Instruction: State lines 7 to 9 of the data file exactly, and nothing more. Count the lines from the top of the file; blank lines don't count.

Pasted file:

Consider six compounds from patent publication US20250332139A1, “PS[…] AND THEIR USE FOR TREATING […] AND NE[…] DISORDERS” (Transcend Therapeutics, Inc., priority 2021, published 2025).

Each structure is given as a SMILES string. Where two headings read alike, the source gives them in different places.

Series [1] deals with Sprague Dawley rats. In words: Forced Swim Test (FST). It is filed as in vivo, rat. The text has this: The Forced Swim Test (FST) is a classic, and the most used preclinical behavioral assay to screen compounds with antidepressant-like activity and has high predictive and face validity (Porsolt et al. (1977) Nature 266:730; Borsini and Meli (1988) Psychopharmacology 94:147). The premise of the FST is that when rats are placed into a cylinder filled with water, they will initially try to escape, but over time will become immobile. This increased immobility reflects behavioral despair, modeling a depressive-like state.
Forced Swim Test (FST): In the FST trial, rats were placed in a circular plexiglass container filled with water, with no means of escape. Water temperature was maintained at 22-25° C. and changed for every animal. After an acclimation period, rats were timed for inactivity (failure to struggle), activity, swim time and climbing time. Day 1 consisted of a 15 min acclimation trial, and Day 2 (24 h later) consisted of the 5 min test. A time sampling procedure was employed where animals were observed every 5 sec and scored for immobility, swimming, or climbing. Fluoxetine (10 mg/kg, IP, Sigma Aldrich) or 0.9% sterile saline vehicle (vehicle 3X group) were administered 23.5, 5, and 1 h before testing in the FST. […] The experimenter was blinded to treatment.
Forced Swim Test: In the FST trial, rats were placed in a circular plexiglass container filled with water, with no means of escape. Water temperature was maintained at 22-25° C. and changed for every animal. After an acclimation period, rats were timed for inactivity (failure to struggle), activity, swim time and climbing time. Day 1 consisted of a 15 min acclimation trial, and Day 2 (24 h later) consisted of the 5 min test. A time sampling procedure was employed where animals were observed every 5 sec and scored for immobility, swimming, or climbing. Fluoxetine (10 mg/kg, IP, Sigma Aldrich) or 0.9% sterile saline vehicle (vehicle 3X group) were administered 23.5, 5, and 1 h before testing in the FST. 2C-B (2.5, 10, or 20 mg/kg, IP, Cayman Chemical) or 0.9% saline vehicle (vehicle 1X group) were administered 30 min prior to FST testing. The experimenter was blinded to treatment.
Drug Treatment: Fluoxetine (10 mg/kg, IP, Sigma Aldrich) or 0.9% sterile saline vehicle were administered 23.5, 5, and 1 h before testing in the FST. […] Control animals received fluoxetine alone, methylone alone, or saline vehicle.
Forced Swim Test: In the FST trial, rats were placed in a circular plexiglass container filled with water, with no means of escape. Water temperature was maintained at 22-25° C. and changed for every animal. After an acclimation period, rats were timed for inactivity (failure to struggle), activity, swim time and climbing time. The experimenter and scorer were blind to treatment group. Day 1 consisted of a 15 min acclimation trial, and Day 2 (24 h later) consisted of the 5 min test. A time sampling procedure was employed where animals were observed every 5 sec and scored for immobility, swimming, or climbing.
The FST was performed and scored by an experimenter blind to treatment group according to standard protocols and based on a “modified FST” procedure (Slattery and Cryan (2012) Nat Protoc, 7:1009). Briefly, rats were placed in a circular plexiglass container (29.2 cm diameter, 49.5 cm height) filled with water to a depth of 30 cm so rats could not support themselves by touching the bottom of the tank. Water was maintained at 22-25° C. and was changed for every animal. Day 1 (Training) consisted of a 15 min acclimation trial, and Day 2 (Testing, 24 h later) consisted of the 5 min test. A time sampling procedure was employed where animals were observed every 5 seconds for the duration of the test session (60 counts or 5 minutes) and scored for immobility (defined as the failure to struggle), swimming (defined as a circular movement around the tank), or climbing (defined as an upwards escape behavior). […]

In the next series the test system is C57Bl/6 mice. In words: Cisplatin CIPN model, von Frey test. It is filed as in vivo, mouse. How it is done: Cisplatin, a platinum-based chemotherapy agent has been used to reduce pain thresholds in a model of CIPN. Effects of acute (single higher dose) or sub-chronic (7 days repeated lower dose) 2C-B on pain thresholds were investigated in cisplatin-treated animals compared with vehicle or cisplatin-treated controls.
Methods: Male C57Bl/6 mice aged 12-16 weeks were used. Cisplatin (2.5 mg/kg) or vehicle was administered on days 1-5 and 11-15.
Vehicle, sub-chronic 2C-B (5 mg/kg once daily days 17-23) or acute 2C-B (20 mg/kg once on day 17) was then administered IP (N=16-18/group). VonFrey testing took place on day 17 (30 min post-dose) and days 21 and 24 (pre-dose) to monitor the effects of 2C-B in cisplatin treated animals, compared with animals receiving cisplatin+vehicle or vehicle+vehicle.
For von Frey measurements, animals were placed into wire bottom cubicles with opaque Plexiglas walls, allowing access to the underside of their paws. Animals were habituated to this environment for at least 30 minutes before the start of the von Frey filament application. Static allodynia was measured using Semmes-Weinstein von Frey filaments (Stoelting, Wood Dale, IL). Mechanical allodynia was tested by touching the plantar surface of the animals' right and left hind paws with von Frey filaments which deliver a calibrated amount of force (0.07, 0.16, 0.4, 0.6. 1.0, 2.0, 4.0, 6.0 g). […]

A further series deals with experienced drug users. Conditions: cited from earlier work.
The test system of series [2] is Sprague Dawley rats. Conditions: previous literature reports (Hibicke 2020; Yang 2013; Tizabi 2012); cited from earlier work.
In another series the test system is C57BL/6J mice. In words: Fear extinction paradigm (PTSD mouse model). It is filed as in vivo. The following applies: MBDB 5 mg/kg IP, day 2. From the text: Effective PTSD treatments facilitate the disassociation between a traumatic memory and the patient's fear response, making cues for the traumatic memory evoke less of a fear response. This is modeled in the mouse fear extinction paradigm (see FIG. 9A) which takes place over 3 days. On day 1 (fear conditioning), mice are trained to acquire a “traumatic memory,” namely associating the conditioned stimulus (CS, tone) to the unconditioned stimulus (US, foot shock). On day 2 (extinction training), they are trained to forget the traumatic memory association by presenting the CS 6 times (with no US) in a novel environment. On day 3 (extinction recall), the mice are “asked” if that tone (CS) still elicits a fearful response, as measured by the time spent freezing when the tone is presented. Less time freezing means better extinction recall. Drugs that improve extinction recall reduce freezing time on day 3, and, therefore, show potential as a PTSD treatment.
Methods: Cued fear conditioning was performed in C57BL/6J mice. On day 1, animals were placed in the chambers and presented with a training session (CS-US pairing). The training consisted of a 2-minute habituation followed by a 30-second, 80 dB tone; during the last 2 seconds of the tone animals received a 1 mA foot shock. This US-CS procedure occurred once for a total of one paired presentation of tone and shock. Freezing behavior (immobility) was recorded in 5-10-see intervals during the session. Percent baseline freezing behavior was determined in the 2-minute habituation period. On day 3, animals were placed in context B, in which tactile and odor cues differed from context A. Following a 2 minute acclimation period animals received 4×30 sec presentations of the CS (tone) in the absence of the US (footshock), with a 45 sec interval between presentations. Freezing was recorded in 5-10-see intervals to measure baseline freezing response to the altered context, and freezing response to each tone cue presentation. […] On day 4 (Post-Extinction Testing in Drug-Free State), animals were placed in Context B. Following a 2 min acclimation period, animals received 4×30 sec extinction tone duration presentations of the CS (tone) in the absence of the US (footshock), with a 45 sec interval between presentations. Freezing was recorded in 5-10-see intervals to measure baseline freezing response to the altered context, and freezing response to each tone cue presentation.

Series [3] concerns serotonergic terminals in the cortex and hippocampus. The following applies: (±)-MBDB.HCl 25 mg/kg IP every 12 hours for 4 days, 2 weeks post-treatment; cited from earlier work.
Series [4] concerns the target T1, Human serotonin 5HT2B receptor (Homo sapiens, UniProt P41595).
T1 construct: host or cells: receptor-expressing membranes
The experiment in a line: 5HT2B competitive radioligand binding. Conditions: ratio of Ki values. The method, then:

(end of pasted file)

Forced Swim Test: In the FST trial, rats were placed in a circular plexiglass container filled with water, with no means of escape. Water temperature was maintained at 22-25° C. and changed for every animal. After an acclimation period, rats were timed for inactivity (failure to struggle), activity, swim time and climbing time. The experimenter and scorer were blind to treatment group. Day 1 consisted of a 15 min acclimation trial, and Day 2 (24 h later) consisted of the 5 min test. A time sampling procedure was employed where animals were observed every 5 sec and scored for immobility, swimming, or climbing.
The FST was performed and scored by an experimenter blind to treatment group according to standard protocols and based on a “modified FST” procedure (Slattery and Cryan (2012) Nat Protoc, 7:1009). Briefly, rats were placed in a circular plexiglass container (29.2 cm diameter, 49.5 cm height) filled with water to a depth of 30 cm so rats could not support themselves by touching the bottom of the tank. Water was maintained at 22-25° C. and was changed for every animal. Day 1 (Training) consisted of a 15 min acclimation trial, and Day 2 (Testing, 24 h later) consisted of the 5 min test. A time sampling procedure was employed where animals were observed every 5 seconds for the duration of the test session (60 counts or 5 minutes) and scored for immobility (defined as the failure to struggle), swimming (defined as a circular movement around the tank), or climbing (defined as an upwards escape behavior). […]

In the next series the test system is C57Bl/6 mice. In words: Cisplatin CIPN model, von Frey test. It is filed as in vivo, mouse. How it is done: Cisplatin, a platinum-based chemotherapy agent has been used to reduce pain thresholds in a model of CIPN. Effects of acute (single higher dose) or sub-chronic (7 days repeated lower dose) 2C-B on pain thresholds were investigated in cisplatin-treated animals compared with vehicle or cisplatin-treated controls.